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Business Partners can provide a great boost to your business when the proper mixture of internal and external strengths come together. In theory, potential partnerships always seem much better than the eventual reality more times than not.

There are five definite warning signs with aspiring partners you should always look for before signing any paperwork or sharing your expertise, underutilized assets or prospecting for business together. Here are the five in no particular order of importance:

  • Does your potential partner bring substantial strengths that offset your weaknesses?  It makes no sense to partner with anyone who has the same strengths and weaknesses.The whole point of a partnership is to strengthen both organizations, not one at the expense of the other.  Far too many times I have been approached by guys who have similar strengths and even bigger weaknesses. Nobody wins in that scenario.
  • Does your potential partner have access to an audience you would like to reach or vice versa?  Another benefit of partnering is to penetrate previously uncharted waters.It’s much easier to meet people at a party of strangers when you have a friend who already knows a lot of people at the bash to introduce you. Business relationship building is similar … try to partner with someone who isn’t a direct competitor that has access to an audience you seek to meet.
  • Can your potential partner do things well that you dislike? This is different from strengths. Just because someone is good at something doesn’t mean it’s a strength.For example, I’m good at SEO but the actual work is best performed by someone else because details wear me out quickly. I don’t do well mentally with minutiae and repetitive tasks. That doesn’t mean I don’t understand or do them well … it just means somebody else is better suited to perform the daily tasks.Try to find a partner to fill in the gaps in your execution of a strategy as you fill in gaps in theirs. If there is anything that doesn’t distribute the costs fairly for both organizations, get it in writing how the lesser contributor will compensate the other. A barter arrangement may be feasible so no money changes hands, but you should document responsibilities at the outset.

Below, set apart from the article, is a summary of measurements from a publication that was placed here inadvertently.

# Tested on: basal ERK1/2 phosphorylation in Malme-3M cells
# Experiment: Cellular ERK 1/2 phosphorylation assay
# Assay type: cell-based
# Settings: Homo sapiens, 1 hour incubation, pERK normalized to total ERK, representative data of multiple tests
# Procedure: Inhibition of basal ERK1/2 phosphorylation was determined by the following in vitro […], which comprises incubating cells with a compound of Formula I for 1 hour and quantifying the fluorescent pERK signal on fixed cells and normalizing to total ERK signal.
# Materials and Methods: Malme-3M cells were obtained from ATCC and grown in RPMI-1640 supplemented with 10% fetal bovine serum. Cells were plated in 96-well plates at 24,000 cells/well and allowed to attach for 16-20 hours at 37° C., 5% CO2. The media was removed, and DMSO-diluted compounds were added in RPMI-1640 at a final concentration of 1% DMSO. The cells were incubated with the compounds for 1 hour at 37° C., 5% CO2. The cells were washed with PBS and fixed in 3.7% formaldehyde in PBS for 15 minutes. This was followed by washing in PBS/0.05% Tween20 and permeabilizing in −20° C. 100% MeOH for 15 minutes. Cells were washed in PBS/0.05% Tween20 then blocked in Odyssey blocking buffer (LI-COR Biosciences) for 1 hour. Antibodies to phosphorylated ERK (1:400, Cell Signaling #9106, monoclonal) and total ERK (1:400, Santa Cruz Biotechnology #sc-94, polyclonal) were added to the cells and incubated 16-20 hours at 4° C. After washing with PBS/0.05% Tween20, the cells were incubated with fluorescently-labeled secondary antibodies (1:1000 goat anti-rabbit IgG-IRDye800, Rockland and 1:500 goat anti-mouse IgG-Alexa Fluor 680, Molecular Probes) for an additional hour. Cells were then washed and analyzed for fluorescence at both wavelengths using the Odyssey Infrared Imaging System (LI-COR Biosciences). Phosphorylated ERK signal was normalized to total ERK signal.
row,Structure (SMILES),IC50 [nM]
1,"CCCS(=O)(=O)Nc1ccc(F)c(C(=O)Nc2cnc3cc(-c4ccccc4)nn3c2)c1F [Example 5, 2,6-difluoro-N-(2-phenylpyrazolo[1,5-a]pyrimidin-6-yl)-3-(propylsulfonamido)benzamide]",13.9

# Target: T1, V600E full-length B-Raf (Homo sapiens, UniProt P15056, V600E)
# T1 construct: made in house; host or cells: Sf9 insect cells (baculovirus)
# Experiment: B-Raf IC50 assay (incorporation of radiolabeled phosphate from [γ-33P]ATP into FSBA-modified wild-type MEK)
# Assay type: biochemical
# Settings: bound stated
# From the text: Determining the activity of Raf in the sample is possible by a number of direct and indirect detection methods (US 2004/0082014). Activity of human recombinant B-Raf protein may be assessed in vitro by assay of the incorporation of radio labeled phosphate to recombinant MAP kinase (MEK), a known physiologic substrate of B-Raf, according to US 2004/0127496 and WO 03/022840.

• Is your potential partner willing to compensate you until things get up to snuff if you perform a lion’s share of the work?This is a huge gotcha that has bitten me in the ass too many times.  A lot of potential “partners” approach with the false belief that they’ll either get SEO, web design or marketing automation implemented at no cost under the guise of shared revenues once their endeavor takes off.  Rarely does that plane ever make it to the runway much less get airborne.Don’t cheat a potential partner with a bullshit plan such as this!! It’s insulting to your potential partner and won’t get your business very far because you’ll start things off on the wrong foot.  Your partner won’t trust you and will resent you for attempting to take advantage of their skills. That’s not a partnership … that’s called being a parasite.
  • Listen to your gut! Rarely will your gut steer you wrong in a business transaction if you’re tuned into things and have your eyes wide open. If something doesn’t feel right or seems too good to be true, exercise more patience. Take your time and perform the proper due diligence.

Remember to keep your eyes open and your body in tune with everything during potential partnership discussions. There are plenty of businesses out there who are wolves in sheep’s clothing. They’ll try to swindle you at every turn unless you nip it in the bud before things get too far along.

A solid partner will bring a combination of resources, strengths, skills, prospective clients and/or complementary offers to the mix. A top flight partner will have no qualms compensating you if you are expected to fill in substantial potholes until you both create a smooth path to success. Just like everything else, use your brain and common sense to weed out crappy partners just like you would potential clients.